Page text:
Speed Control of Single Phase Fans


There is often the need to speed control single phase fans particularly in commercial hood or kitchen exhaust systems.
Traditionally, as far as single phase motors are concerned, this has been achieved by lowering the supply voltage to the motor by means an electronic or triac based device.
Lowering the voltage to the main winding of single phase motor reduces the magnetic flux density within, enabling the rotor to “slip” against fan or impellor load.
Simple enough in principal but there are traps in this method.
Fan motors over 60 watts generally have two windings, a main and an auxiliary.
A capacitor in series with the auxiliary winding provides a “phase shift” creating the “rotating” “magnetic field as is necessary in an electric motor.
Triac type controllers “chop” the sine wave to reduce the voltage. This switching can produce harmful voltage spikes that may effect the insulation of the motor but is more likely to kill any capacitor in the circuit.
Capacitor failures are often the cause of motor burn outs.
It is therefore imperative that the two windings of the motor be isolated and the variable voltage applied to the main winding only and a constant pure voltage to the auxiliary.
To achieve this wiring configuration the cable from the variable speed controller MUST be four core, ie, a core for the variable voltage, one for the pure voltage, a neutral and an earth. It must be assured that all voltages are isolated from the motor on switch off.
Care must also be taken that the motor is not left in a stall condition and that sufficient air passes over the motor to cool it. This is achieved by setting the “lower limit” on the controller and only controllers with this function incorporated in them should be used.
Motors with triac type devices should be “hard started”. That means the motors should be started at full speed, to overcome friction, then reduced to the required speed.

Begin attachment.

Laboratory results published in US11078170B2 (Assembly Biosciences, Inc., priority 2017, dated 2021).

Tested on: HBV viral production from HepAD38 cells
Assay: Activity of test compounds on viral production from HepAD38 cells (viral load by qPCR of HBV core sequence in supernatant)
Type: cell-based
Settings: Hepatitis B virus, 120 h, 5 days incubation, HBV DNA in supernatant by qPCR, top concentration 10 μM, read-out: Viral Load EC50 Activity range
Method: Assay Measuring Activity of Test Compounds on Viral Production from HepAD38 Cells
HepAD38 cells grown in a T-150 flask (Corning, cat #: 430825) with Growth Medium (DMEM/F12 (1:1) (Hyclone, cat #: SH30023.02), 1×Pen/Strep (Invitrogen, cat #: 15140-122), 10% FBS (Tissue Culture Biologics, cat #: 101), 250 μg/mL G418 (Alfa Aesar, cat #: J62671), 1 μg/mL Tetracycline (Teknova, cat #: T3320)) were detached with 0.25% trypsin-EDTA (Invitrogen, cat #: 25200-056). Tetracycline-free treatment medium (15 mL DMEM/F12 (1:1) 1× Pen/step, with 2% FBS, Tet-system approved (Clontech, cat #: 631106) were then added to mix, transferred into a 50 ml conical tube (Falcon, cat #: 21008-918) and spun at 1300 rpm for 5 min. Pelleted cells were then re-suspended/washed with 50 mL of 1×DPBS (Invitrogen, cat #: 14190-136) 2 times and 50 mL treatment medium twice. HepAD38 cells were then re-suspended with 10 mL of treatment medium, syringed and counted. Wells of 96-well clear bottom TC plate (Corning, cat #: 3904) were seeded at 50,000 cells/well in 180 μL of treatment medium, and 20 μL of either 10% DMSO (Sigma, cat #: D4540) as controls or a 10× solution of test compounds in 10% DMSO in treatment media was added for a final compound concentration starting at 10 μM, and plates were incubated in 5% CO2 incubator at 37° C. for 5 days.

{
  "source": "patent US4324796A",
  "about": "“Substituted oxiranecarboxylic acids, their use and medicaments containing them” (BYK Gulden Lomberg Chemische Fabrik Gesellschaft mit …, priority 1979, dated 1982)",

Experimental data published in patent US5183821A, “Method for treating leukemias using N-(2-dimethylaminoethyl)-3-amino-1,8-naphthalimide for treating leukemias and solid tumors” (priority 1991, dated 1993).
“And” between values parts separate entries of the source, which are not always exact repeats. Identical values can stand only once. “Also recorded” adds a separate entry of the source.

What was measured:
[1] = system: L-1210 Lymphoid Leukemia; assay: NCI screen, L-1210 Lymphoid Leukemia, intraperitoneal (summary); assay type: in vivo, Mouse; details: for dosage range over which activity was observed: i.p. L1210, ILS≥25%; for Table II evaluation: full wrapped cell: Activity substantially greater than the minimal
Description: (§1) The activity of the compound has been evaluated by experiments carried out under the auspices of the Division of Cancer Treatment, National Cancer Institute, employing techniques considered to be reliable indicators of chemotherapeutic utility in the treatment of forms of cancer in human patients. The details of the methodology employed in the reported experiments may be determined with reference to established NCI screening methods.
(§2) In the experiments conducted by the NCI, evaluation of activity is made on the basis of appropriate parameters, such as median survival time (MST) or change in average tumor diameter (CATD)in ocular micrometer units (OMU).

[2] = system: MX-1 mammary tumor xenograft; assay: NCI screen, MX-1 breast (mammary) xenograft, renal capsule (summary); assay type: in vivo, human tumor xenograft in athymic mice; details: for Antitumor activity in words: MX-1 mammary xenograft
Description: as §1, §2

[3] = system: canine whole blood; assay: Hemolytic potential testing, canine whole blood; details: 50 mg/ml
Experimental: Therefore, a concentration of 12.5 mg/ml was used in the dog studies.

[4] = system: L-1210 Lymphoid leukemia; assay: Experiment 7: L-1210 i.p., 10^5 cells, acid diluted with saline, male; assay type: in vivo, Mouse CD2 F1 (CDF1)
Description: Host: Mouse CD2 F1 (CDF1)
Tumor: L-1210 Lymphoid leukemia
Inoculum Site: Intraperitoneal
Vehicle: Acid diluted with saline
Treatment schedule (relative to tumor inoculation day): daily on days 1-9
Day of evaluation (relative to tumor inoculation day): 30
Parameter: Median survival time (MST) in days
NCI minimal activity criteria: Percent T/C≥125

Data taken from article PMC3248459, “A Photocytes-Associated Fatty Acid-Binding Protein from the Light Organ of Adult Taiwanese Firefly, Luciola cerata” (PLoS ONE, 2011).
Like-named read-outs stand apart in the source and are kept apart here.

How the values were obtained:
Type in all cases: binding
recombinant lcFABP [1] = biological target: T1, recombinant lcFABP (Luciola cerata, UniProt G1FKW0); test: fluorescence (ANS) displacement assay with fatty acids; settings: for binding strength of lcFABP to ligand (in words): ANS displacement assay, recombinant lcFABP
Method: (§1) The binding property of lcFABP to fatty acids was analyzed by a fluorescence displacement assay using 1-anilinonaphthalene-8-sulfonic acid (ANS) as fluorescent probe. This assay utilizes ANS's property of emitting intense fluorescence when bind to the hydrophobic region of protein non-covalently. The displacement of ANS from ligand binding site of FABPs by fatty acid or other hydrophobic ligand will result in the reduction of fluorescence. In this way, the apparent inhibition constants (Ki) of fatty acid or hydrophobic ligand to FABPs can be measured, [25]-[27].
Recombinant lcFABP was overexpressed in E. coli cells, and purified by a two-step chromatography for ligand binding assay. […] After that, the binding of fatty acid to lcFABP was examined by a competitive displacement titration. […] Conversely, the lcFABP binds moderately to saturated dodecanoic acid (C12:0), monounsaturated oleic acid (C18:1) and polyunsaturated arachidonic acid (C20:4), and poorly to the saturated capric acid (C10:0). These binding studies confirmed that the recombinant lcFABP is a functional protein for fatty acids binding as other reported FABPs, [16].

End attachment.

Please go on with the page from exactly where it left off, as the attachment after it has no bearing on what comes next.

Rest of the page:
Another method of reducing the voltage to the motor is by the transformer type of controller. These are bulkier, heavier and generally more expensive than the triac type. The transformer may have up to five secondary voltage tappings which are switched to achieve the desired speed.
Whilst four wires to the motor is not as critical, as the wave form is regular, better control is achieved when four wires are used.

Generally, both of the above controllers are only available for motor loads up to 5 amps which is somewhat restrictive.
Avoid the use of two pole motors (2800 rpm) with these controllers, as control is often erratic below 75% of full load speed..

By far the best method of speed controlling motors where single phase only is present is by varying the frequency of the supply to the motor.
Control is more precise and the motor speed is not affected by mains voltage fluctuations.

Commonly known as inverters, VSDs or variable speed drives, these devices are less likely to burn out motors.

Magically , with the used of modern semi conductor technology, one type of VSD converts 230v single phase to a 3 phase variable frequency output which is connected to the more reliable three phase type of motor.
Standard three phase motors up to 3kw are usually able to be connected to accept this type of drive. These drives have many features.
• Variable speed control by trimpot on drive
• Remote control on /off and speed
• Controlled ramp up or down with speed
• Control by external transducers 0-10V 4-20ma (Temperature or flow)
• Up to 4 pre set speeds as option
• Minimum speed preset
• Over speed motors by 20% ie. 60htz
• Controlling a more reliable motor (no capacitors!)
• Excellent control of 2 pole motors
• Control of motors up to 3kw
• ENERGY saving mode.

A basic VSD on the market today is comparable in price of the less favoured “transformer” type and is more cost effective in the long term.

In all cases choose a device with “C” tick Compliance with the EMC standards.